It follows from the above considerations that the covering layer defined in claim 1 in terms of a product-by-process feature differs from the covering layers disclosed in document D1, if not by its composition, at least by its inner structure, and in particular by the lack of porosity or at least by a relatively low degree of porosity in comparison with the porosity of the covering layers disclosed in document D1.

It is noted at this point that document D1 discloses a comparative example in which no volatile silicone oil is used (page 8, lines 21 to 26). However, in this example the reaction mixture does not comprise reactive silicone oil components either (page 8, lines 11 to 20). Thus, the resulting material would not comprise linkages derived from reactive silicone oil components (page 6, lines 43 to 50 of document D1 and page 10, lines 14 to 23 of the application) and, consequently, the comparative example would not anticipate the composition of the covering layer of the claimed developing roller.

In view of the above, none of the covering layers disclosed in document D1 would anticipate simultaneously the composition and the inner structure of the covering layer of the developing roller defined in claim 1. For this reason at least, the subject-matter of claim 1 is novel over the disclosure of document D1 within the meaning of Articles 52(1) and 54(3) and (4) EPC.

5.3 In view of the above conclusion, the question of whether or not the range of values of the dynamic friction coefficient specified in the claim is inherently anticipated by the covering layers of document D1 as held by the examining division is immaterial to the issue of the novelty of the claimed subject-matter over document D1 and does not need to be considered by the Board.

6. The issue of novelty of claim 1 over the remaining documents on file as well as the issue of inventive step was not addressed by the examining division in the decision under appeal. Notwithstanding, after due consideration of the documents on file, the Board is satisfied that the subject-matter of claim 1 according to the present request is novel and involves an inventive step within the meaning of Articles 52(1), 54 and 56 EPC with regard to the available prior art. In particular, document D1 is not to be considered in the assessment of inventive step (Article 56 EPC, second sentence), and none of the remaining documents discloses or suggests the features of the covering layer of the claimed developing roller.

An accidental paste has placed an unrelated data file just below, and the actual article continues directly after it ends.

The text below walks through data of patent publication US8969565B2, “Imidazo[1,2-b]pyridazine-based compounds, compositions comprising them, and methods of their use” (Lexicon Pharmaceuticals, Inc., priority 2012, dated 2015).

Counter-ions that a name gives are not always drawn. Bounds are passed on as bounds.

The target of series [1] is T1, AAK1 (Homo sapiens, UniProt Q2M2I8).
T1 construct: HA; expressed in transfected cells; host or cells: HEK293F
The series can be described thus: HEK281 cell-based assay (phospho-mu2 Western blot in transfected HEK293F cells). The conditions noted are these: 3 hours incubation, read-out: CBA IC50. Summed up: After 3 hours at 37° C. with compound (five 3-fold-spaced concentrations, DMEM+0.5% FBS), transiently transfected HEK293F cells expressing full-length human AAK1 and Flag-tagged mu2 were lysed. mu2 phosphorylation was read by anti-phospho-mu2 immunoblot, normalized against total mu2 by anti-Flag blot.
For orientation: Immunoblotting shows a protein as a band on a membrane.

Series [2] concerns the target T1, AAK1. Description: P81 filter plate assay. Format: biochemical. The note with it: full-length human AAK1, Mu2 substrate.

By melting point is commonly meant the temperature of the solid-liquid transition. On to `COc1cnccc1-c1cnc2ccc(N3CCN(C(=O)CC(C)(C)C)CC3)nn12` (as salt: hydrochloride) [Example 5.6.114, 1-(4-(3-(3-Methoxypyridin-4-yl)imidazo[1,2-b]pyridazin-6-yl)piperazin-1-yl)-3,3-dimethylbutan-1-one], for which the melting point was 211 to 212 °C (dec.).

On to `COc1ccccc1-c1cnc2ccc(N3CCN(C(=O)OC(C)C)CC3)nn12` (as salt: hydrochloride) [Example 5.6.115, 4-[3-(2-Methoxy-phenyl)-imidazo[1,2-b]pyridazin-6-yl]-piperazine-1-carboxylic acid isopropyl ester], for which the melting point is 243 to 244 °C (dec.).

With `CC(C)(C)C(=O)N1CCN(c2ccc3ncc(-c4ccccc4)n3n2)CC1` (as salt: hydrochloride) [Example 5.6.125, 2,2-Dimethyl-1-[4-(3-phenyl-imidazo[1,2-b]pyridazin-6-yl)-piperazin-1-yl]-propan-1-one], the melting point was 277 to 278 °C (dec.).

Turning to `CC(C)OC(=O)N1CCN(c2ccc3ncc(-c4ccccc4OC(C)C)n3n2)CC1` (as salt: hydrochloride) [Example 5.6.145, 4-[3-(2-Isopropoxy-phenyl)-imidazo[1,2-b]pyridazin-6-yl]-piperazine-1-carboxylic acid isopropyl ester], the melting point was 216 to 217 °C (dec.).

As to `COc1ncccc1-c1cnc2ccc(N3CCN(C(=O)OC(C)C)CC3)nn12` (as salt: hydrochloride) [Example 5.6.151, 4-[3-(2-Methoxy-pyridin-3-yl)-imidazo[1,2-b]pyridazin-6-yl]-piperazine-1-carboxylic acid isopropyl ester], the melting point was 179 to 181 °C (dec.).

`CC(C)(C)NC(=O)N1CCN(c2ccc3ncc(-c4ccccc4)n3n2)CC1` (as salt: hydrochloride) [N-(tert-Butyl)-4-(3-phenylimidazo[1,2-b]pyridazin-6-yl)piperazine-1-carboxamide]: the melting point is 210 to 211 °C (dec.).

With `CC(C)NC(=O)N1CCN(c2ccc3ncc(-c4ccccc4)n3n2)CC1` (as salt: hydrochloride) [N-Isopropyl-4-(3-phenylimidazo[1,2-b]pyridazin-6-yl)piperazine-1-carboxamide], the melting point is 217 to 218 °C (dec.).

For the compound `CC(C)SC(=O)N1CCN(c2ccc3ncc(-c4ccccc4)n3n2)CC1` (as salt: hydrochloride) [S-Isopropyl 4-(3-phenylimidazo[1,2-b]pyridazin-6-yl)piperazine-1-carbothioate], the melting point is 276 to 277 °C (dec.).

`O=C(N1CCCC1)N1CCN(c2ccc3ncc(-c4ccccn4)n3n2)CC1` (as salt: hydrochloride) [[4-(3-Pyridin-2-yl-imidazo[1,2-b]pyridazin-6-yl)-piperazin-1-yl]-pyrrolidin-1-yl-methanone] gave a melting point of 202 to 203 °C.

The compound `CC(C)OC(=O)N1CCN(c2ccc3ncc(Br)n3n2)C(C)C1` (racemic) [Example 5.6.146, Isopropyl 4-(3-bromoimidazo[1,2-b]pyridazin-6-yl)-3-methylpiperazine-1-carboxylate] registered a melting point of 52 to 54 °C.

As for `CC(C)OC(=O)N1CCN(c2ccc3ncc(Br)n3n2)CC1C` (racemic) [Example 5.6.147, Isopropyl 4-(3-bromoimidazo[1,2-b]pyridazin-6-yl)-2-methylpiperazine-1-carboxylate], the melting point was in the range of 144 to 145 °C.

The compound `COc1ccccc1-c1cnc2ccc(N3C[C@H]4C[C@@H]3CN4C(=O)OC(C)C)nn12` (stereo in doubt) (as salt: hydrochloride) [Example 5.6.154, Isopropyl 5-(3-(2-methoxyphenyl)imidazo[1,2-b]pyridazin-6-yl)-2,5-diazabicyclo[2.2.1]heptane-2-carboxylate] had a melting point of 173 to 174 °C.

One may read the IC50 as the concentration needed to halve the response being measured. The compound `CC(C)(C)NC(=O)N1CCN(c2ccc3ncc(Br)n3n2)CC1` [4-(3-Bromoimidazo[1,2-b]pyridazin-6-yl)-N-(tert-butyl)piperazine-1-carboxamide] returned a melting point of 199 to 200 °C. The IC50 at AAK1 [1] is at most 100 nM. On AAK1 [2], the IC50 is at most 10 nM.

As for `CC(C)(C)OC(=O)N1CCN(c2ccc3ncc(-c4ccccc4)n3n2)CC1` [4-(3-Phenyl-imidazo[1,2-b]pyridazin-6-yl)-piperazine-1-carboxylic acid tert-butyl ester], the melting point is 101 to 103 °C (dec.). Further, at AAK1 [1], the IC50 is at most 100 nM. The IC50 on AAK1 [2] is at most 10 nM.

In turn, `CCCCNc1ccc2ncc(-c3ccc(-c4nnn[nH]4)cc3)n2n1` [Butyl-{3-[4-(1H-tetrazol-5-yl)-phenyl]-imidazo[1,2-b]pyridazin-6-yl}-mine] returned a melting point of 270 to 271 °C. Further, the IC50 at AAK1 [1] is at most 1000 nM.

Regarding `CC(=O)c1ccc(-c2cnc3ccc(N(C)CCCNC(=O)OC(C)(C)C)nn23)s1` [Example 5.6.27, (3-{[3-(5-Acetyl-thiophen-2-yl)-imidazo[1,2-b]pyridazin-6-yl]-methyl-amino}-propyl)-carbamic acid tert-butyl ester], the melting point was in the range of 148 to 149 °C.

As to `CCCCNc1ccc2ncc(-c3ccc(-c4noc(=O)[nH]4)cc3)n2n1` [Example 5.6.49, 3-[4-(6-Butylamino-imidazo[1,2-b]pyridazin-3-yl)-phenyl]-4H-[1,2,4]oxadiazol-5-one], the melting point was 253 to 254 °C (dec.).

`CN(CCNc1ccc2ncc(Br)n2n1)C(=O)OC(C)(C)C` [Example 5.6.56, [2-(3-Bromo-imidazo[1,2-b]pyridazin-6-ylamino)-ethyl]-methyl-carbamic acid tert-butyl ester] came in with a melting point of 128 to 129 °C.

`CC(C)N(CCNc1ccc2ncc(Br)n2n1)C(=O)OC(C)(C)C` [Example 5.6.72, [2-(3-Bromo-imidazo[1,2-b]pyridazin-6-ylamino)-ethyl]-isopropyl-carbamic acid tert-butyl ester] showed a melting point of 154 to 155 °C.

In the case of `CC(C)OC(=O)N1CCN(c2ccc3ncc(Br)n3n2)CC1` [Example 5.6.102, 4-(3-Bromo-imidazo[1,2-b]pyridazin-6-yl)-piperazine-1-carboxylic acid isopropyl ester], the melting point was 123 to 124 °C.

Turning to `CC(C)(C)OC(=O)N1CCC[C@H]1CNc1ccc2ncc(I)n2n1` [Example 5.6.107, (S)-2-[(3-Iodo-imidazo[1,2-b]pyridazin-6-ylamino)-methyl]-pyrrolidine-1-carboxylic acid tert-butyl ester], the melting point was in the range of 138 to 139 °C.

7. Dependent claims 2 to 8 of the appellant's request concern particular embodiments of the subject-matter of claim 1. Thus, also these claims define patentable subject-matter under Articles 52(1), 54 and 56 EPC.

8. In view of the above, the decision under appeal is to be set aside. In addition, being satisfied that the patent application as amended according to the present request of the appellant and the invention to which it relates meet the requirements of the EPC (Article 97(2) EPC), the Board, in accordance with Article 111(1) EPC, considers it appropriate to exercise favourably the power within the competence of the examining division to order grant of a patent.

ORDER

For these reasons it is decided that:

1. The decision under appeal is set aside.

2. The case is remitted to the department of first instance with the order to grant a patent on the basis of the following application documents:

- claim 1 filed by letter dated 3 April 2006 and claims 2 to 8 as annexed to the official communication of the Board dated 19 December 2005;

- description pages 1 to 3, 6, 7, 9 and 18 to 22 as originally filed, and pages 4, 5, 8 and 10 to 17 as annexed to the official communication of the Board dated 19 December 2005; and

- drawing sheet 1/1 as originally filed.